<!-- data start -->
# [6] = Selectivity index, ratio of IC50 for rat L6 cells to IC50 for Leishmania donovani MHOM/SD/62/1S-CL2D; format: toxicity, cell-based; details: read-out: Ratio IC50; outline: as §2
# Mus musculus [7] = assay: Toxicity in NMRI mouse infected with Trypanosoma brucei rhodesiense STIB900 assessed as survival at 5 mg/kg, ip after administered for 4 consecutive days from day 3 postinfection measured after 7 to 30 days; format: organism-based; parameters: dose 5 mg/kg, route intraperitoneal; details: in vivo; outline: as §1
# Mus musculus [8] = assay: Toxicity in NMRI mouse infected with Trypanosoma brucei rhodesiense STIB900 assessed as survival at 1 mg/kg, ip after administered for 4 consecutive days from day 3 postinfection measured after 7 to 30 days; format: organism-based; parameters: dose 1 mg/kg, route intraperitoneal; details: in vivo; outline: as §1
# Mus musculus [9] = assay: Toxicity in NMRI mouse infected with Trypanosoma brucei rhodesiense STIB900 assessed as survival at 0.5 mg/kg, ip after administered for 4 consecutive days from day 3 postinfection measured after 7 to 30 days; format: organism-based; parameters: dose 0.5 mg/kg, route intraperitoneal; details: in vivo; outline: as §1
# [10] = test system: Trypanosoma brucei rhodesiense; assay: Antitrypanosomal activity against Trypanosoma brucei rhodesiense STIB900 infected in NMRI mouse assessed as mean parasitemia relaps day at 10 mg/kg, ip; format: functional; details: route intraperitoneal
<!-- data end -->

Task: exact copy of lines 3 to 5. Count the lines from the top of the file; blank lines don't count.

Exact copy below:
# Mus musculus [8] = assay: Toxicity in NMRI mouse infected with Trypanosoma brucei rhodesiense STIB900 assessed as survival at 1 mg/kg, ip after administered for 4 consecutive days from day 3 postinfection measured after 7 to 30 days; format: organism-based; parameters: dose 1 mg/kg, route intraperitoneal; details: in vivo; outline: as §1
# Mus musculus [9] = assay: Toxicity in NMRI mouse infected with Trypanosoma brucei rhodesiense STIB900 assessed as survival at 0.5 mg/kg, ip after administered for 4 consecutive days from day 3 postinfection measured after 7 to 30 days; format: organism-based; parameters: dose 0.5 mg/kg, route intraperitoneal; details: in vivo; outline: as §1
# [10] = test system: Trypanosoma brucei rhodesiense; assay: Antitrypanosomal activity against Trypanosoma brucei rhodesiense STIB900 infected in NMRI mouse assessed as mean parasitemia relaps day at 10 mg/kg, ip; format: functional; details: route intraperitoneal